In the last scenario, a farmer would refinance long term debt to long term debt. A 15-year mortgage is paid down a few years and then refinanced to 15 years or longer – this is common when interest rates drop. “This maybe makes sense, depending on your current situation versus the new situation,” Maxwell explained. “Long term debt generally limits future long term borrowing capacity.” This option could also be indicative of an earnings situation – but it may free up cash flow for a major capital investment that will grow the income stream or reduce operating costs.
So what should a farm business consider when refinancing? Interest rates are a priority. Maxwell said that if a lender can get their funds cheaper, they will pass that savings on to you. Borrowers need to look down the line to end of the loan too. There are closing fees, attorney’s fees, mortgage filing fees, appraisal fees, title search fees and stock purchases to consider. “At least stay with your loan until you break even on fees,” he advised.
Those with large, expensive pieces of equipment should also think about what remains of that equipment.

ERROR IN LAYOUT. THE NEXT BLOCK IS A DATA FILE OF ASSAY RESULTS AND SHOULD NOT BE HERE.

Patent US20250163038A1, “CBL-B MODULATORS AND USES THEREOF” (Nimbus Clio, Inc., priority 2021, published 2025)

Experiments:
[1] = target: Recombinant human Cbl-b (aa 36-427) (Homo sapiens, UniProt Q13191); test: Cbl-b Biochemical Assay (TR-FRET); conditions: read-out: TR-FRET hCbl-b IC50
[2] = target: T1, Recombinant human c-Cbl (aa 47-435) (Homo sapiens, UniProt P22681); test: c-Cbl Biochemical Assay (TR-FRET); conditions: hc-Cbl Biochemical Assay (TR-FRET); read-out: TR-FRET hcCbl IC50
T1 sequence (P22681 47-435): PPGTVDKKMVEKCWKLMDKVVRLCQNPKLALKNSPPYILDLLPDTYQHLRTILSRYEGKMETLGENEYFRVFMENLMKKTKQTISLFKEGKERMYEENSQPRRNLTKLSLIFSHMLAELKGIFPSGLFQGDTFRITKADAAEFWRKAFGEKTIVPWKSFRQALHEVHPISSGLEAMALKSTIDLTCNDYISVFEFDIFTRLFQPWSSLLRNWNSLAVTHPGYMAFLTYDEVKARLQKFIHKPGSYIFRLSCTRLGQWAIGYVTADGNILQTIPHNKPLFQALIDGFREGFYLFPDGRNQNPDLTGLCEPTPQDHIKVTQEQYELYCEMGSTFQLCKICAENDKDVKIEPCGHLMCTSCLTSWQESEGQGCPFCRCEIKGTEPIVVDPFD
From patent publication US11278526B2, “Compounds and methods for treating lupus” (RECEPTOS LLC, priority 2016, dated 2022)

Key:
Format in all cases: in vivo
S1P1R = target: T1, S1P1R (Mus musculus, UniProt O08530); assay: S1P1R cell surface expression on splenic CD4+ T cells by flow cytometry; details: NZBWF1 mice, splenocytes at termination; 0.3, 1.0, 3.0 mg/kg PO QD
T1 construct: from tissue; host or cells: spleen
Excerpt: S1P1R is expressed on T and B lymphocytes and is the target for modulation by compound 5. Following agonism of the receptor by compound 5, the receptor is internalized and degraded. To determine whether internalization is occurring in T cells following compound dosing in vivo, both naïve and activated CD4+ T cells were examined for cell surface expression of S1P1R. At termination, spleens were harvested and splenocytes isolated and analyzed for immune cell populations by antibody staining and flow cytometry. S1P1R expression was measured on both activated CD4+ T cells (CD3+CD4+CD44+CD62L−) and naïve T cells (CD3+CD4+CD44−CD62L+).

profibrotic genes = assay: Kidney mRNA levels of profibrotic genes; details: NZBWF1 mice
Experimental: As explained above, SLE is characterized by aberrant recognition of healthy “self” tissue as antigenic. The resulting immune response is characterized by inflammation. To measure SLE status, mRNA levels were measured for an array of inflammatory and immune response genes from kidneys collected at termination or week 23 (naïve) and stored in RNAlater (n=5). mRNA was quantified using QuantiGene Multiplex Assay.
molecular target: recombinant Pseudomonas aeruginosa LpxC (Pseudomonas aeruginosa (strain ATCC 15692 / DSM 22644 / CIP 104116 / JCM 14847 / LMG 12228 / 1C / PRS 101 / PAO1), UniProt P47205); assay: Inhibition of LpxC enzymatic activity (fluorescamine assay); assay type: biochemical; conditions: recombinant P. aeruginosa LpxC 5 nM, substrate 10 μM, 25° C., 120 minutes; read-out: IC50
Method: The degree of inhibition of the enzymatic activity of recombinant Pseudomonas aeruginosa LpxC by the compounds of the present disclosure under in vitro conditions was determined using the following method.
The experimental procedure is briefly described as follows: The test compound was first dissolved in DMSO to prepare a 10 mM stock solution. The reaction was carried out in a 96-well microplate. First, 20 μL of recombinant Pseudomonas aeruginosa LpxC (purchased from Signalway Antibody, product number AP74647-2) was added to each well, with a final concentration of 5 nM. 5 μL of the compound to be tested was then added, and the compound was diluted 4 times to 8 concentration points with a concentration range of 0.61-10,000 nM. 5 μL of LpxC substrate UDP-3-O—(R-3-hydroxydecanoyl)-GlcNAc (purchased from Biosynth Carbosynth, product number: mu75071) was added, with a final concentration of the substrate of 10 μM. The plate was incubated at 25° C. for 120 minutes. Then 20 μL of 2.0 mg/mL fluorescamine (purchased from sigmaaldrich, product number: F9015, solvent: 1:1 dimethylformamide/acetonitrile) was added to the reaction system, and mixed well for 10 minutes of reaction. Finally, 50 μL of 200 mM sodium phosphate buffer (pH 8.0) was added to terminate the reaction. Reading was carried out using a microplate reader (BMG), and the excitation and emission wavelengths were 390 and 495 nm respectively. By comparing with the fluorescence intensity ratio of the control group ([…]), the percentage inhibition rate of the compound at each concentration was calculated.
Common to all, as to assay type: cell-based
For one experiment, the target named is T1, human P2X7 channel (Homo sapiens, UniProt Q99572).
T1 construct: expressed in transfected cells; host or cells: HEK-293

When monthly payments start getting heavy on principal – later in the loan’s life – it becomes more difficult to refinance. You have more to work with when you refinance early in the loan period. Refinancing is especially beneficial if the number of periods stays the same and there’s a lower interest rate. If there is an increase in the number of periods then the interest rate must decrease to compensate for the extended term.
“Refinancing may be right for your situation even if it costs more than the loan you’re currently in, especially if it results in a capital investment to improve efficiency and productivity,” Maxwell concluded, but warned, “Beware of perpetual refinancing!”